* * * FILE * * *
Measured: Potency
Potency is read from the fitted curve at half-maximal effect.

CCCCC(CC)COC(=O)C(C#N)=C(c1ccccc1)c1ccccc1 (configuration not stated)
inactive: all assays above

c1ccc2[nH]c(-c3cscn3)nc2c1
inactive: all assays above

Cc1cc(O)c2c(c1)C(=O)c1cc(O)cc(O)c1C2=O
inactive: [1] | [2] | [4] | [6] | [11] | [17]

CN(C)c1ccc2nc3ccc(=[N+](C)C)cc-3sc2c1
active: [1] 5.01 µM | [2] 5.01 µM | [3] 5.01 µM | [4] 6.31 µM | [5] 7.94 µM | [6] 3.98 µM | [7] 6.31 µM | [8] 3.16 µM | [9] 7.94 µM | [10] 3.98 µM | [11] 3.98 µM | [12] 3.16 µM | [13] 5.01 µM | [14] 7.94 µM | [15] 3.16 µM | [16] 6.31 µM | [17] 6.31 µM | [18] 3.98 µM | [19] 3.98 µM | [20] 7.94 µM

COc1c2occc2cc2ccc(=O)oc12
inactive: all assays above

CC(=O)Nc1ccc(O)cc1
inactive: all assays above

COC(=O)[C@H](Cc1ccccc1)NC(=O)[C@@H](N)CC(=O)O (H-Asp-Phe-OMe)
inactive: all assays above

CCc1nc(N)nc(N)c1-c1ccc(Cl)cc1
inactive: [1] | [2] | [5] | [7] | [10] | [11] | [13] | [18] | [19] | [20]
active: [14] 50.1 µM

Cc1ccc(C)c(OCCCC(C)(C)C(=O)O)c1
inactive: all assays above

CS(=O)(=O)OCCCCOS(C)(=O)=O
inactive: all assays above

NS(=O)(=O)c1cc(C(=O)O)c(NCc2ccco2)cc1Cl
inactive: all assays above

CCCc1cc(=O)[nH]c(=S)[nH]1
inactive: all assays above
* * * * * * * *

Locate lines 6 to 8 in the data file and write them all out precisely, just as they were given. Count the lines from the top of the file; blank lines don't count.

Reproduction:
inactive: all assays above

Cc1cc(O)c2c(c1)C(=O)c1cc(O)cc(O)c1C2=O
inactive: [1] | [2] | [4] | [6] | [11] | [17]